# Sun's tidal force on earth

Hello,
My question is regarding effect of sun's gravity on earth. I want to know that if sun's gravity can change earth's landscape in long duration (i.e. billion of years ) or not?? Means if earth is dead planet and all other planets are not present in the solar system and earth is as near as sun as mercury currently orbiting. And also suppose earth's surface is not smooth (because of hitting with other small bodies at regular interval) then can earth's surface can be smooth in long duration by gravity of sun or not??

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Nugatory
Mentor
Google for "tidal lock", see what you find. That's by far the most prominent tidal effect in planetary motion. Earth has tidal-locked the moon and in principle the sun could tidal lock the earth if we were to wait long enough.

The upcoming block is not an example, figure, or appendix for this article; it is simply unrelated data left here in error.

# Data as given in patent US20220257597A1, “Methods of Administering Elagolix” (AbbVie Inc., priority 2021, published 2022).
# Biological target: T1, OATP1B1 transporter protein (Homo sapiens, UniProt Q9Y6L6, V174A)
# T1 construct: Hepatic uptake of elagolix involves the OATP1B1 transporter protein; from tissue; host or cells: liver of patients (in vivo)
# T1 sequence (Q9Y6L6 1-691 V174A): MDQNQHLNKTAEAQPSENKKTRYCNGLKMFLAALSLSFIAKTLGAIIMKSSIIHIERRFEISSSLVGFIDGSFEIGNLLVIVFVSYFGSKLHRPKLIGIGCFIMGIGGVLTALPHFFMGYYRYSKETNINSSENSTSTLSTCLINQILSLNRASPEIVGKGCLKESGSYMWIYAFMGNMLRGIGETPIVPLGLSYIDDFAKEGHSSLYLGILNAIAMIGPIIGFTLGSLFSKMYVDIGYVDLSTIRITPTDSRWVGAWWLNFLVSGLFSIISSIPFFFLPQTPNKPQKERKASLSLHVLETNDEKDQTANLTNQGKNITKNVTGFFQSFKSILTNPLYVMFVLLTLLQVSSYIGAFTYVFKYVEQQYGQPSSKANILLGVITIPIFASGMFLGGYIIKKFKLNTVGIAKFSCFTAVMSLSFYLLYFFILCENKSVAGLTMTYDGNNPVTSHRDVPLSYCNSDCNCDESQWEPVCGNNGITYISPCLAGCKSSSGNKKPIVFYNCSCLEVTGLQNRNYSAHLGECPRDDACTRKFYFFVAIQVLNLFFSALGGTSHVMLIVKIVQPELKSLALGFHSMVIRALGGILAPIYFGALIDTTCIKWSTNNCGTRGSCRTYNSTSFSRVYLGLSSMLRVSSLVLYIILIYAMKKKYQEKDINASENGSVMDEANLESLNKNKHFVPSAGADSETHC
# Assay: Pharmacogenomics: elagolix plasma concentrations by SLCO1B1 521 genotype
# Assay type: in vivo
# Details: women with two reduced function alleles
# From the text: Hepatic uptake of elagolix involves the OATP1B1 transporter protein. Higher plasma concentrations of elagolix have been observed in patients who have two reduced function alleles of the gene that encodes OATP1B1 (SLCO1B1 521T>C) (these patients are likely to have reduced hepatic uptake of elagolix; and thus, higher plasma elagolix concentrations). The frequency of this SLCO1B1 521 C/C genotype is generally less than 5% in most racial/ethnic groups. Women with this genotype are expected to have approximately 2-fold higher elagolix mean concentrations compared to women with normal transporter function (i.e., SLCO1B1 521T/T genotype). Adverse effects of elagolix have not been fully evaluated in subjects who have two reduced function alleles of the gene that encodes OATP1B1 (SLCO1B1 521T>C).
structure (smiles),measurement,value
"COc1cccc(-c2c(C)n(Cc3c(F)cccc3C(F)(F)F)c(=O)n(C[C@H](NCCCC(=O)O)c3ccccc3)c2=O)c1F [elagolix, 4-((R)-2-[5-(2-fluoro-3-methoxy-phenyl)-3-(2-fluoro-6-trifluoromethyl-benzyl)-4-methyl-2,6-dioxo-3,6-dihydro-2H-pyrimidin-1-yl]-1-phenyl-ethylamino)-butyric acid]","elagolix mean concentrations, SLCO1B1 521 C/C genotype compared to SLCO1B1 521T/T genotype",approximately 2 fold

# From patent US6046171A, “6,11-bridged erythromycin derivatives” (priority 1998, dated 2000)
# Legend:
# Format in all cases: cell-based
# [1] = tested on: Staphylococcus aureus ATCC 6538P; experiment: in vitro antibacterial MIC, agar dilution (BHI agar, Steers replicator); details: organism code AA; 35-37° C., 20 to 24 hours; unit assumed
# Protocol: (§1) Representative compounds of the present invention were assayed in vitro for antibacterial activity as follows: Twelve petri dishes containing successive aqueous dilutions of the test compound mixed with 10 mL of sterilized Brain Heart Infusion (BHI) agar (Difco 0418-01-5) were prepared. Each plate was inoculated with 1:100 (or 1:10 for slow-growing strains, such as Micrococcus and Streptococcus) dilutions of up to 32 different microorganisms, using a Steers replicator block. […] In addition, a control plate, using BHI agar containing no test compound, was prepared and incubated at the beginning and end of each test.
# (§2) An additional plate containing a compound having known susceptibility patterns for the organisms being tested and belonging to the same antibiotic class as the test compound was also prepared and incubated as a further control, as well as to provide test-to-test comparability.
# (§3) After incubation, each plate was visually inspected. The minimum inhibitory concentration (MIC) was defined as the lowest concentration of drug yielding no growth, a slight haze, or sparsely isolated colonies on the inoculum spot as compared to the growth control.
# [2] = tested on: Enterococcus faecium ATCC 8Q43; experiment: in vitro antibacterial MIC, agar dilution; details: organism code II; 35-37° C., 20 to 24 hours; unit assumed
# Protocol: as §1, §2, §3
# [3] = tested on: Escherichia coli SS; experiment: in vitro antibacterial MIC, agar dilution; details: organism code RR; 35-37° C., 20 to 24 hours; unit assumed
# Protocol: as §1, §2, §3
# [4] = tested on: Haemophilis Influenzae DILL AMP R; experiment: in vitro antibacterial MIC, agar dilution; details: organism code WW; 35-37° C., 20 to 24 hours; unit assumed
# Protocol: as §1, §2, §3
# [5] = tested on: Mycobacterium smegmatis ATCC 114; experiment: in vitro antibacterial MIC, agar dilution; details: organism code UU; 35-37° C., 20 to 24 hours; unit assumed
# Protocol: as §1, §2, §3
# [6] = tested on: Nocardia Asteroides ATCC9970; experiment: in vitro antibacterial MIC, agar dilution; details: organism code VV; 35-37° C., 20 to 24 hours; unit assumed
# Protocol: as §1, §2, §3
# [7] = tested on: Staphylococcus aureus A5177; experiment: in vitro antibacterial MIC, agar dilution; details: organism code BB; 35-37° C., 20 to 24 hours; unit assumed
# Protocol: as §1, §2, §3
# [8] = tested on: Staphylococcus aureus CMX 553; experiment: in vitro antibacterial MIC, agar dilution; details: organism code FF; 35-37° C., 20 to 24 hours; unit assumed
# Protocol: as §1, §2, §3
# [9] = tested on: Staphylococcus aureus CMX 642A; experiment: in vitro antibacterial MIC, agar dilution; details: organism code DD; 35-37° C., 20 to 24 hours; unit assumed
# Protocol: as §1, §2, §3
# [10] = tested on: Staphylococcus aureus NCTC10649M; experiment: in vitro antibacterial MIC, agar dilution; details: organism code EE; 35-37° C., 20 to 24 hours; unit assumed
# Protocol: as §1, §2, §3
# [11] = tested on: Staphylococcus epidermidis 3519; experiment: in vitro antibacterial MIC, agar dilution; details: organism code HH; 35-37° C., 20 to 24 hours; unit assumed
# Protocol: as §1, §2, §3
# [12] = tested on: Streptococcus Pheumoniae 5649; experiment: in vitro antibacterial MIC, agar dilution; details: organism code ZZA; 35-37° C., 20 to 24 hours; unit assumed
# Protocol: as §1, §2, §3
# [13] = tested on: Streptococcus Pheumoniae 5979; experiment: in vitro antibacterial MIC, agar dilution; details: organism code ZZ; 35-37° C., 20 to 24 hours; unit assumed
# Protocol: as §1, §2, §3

Two exercises you might find worthwhile:
1) estimate how long "long enough" in the previous sentence is.
2) consider a lump of rock one kilometer across, sitting on the surface of the earth (that's sometimes called a "mountain"). Roughly, what is the magnitude of the earth's gravitational force on it? How does it compare with the the tidal forces from the sun?

russ_watters
Mentor
Bit of a mismatch of separate thoughts here:
My question is regarding effect of sun's gravity on earth. I want to know that if sun's gravity can change earth's landscape in long duration (i.e. billion of years ) or not??
Beyond the tides, no -- all of the Earth is in orbit, so it is all in freefall around the sun, feeling no force.
Means if earth is dead planet and all other planets are not present in the solar system and earth is as near as sun as mercury currently orbiting.
Not sure if I follow - what do you mean by that? If earth were where Mercury is, it would be hot.
And also suppose earth's surface is not smooth (because of hitting with other small bodies at regular interval) then can earth's surface can be smooth in long duration by gravity of sun or not??
Earth is smoother than a bowling ball. Generally, the more gravity, the better it can pull itself back into a spheroid.